During the debate on HB 8, there were several people who valiantly tried to amend the bill to improve it or who spoke eloquently on the floor against the death penalty provision in the bill, either today or last week, including Representatives Dutton, Turner and Hodge. Special thanks to them.

Thank you also to all the 24 members who voted against HB 8, mostly because of the death penalty provision. When the U.S. Supreme Court finds the death penalty in this bill unconstitutional, these members will be able to say “told you so”.

Allen; Bolton; Burnam; Castro; Cohen; Coleman; Davis, Y.; Dukes;
Dutton; Farrar; Giddings; Hernandez; Hodge; Howard, D.; McClendon; Miles;
Moreno; Naishtat; Olivo; Pickett; Puente; Rodriguez; Thompson; Turner.

A few members felt strongly enough to have their written objections recorded in the House Journal. Thank you for taking this extra step.

REASONS FOR VOTE (recorded in Journal)

Rep. Garnet Coleman’s Statement:

Although the amendment to the bill improved the language of HB 8, and the intent of the bill is laudable without dispute, there is a constitutional concern about the use of the death penalty in cases where no life is taken. Though the sanction of the death penalty is available in other states, the constitutionality of using the death penalty in cases that do not include murder has not yet come before the supreme court. Louisiana is the only state to have an individual on death row for a sexual offense against a minor, and that case is currently before the courts. There remains additional concern that if the death penalty is a possible punishment for continuous sexual abuse of a young child or children, the victim may not report the offense for fear of sending a fellow family member to life imprisonment or death.

If this bill goes to a conference committee, and the use of the death penalty is removed, I will vote “yes” on HB 8 or similar legislation. However, in light of the current language and concerns as they exist in the bill s’ current form and in deference to the United States Constitution, I respectfully vote “no” on HB 8.

Rep. Borris Miles’ Statement:

I commend my colleagues ’efforts to protect the youth of the State of Texas from sexual predators, but this effort goes too far. I am voting against HB 8 because I believe that it is unconstitutional to take a life when another life has not been taken. I am not negating the impact that these heinous acts have on individuals but believe that this bill will cause more harm than good. In addition to the constitutional issue, it is my belief that this legislation might prevent some witnesses from coming forward out of concern that their friend, acquaintance, or relative might be put to death.

Rep. Eddie Rodriguez’ Statement:

But for the provision that allows for the death penalty for a non-murder offense, I would support this bill. Child sex offenses are heinous, evil crimes. No one in the Texas House would argue that point. But the punishment of life without the possibility of parole is a tough punishment that provides for the safety of Texas children.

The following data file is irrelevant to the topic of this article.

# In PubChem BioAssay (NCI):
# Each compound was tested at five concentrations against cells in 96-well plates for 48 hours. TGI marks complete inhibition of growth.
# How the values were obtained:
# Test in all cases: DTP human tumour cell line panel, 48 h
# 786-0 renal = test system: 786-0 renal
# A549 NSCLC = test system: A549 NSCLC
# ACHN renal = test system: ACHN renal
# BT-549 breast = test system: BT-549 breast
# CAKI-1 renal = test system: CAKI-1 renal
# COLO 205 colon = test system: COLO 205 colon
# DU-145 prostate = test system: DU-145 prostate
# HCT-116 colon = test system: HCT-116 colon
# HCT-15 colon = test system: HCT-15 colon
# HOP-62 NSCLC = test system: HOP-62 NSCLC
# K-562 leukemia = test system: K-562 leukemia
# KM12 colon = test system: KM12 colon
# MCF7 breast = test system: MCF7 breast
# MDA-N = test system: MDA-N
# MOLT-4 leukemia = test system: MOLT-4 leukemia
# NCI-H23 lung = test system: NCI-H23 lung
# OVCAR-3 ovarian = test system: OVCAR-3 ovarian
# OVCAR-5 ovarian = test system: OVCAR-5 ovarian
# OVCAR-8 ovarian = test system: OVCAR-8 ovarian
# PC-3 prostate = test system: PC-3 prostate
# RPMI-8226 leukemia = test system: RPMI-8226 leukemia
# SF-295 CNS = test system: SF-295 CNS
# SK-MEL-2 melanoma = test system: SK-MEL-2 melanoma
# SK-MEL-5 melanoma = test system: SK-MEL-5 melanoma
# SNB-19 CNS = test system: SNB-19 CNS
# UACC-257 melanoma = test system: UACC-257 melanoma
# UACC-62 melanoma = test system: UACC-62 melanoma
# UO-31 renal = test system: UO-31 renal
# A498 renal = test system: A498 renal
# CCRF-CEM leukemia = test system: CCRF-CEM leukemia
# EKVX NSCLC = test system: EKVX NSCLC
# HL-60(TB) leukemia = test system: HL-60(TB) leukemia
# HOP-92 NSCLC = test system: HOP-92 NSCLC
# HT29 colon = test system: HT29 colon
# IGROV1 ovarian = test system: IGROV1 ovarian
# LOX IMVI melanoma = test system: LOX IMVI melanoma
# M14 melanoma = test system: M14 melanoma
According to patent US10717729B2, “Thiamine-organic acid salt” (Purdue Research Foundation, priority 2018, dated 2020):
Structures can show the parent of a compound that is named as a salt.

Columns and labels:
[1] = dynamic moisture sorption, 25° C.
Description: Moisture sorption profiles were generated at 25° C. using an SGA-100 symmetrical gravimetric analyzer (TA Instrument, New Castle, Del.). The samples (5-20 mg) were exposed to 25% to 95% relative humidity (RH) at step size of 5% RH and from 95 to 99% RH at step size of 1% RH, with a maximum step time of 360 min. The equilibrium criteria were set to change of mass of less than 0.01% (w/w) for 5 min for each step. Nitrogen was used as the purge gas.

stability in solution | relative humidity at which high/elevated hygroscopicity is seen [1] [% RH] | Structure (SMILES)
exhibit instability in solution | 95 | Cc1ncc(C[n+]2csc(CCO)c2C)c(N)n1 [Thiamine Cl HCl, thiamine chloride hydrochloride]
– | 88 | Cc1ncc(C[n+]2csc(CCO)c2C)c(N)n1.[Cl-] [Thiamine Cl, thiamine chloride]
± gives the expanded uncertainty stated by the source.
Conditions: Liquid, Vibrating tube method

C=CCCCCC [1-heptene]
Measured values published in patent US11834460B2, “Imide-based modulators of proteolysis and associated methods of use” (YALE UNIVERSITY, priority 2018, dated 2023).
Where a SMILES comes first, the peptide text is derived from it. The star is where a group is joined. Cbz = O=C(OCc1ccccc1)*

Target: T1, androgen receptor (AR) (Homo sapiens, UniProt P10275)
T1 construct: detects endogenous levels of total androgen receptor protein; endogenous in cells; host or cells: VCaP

Texas has never been soft on crime, particularly when child sex offenders are concerned. Current Texas law is tough: providing for a life sentence for offenders convicted of sexual assault, aggravated assault, and aggravated kidnapping if the offender has a previous sex crime conviction. These offenders are not eligible for parole until they serve 35 years in prison. Furthermore, convicted sex offenders can be mandated to participate in intense supervision, restrictions on housing, registration, and child safety zones.

That said, there are provisions of HB 8 that I support. Life sentences without
the possibility of parole is not too tough for repeat child sex offenders. I agree
with the provision that extends the statute of limitations for the prosecution of
child sex crimes to 20 years from the 18th birthday of the victim—up from 10 years. I also agree with the provision that enhances tracking of child sex offenders.

The intent of HB 8 is praiseworthy—keeping children safe and severely punishing child sex offenders. However, the implementation of the death penalty should be reserved for murderous crimes, and I believe that the United States Supreme Court would agree with me.

Now that the House has voted to expand the death penalty, it should also take the necessary steps to protect innocent people from being caught up in the expansion of the death penalty, as well of innocent people who may already be on death row, for instance by 1) voting for a moratorium bill to stop executions for two years, 2) by voting for a death penalty study commission bill to conduct a comprehensive review of the Texas death penalty, 3) voting for the creation of an innocence commission to examine cases of innocent people who have been exonerated in order to learn how to prevent future mistakes (the commission should also be empowered to investigate strong claims of innocence from people currently on death row).

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